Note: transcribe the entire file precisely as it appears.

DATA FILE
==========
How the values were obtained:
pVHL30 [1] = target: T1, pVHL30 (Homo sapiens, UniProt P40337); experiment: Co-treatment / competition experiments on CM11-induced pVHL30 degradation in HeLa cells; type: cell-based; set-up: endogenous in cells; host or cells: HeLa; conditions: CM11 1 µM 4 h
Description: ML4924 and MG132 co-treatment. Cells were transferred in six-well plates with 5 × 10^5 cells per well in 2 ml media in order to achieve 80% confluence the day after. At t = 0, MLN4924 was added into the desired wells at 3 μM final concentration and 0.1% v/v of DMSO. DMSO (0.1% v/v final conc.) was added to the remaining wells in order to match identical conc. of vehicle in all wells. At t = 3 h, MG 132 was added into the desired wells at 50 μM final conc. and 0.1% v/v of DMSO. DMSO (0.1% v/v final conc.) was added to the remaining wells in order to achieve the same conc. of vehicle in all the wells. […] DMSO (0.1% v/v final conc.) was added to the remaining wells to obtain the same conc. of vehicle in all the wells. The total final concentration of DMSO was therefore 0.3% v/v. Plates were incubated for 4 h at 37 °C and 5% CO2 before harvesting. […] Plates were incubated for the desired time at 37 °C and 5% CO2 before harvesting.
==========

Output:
How the values were obtained:
pVHL30 [1] = target: T1, pVHL30 (Homo sapiens, UniProt P40337); experiment: Co-treatment / competition experiments on CM11-induced pVHL30 degradation in HeLa cells; type: cell-based; set-up: endogenous in cells; host or cells: HeLa; conditions: CM11 1 µM 4 h
Description: ML4924 and MG132 co-treatment. Cells were transferred in six-well plates with 5 × 10^5 cells per well in 2 ml media in order to achieve 80% confluence the day after. At t = 0, MLN4924 was added into the desired wells at 3 μM final concentration and 0.1% v/v of DMSO. DMSO (0.1% v/v final conc.) was added to the remaining wells in order to match identical conc. of vehicle in all wells. At t = 3 h, MG 132 was added into the desired wells at 50 μM final conc. and 0.1% v/v of DMSO. DMSO (0.1% v/v final conc.) was added to the remaining wells in order to achieve the same conc. of vehicle in all the wells. […] DMSO (0.1% v/v final conc.) was added to the remaining wells to obtain the same conc. of vehicle in all the wells. The total final concentration of DMSO was therefore 0.3% v/v. Plates were incubated for 4 h at 37 °C and 5% CO2 before harvesting. […] Plates were incubated for the desired time at 37 °C and 5% CO2 before harvesting.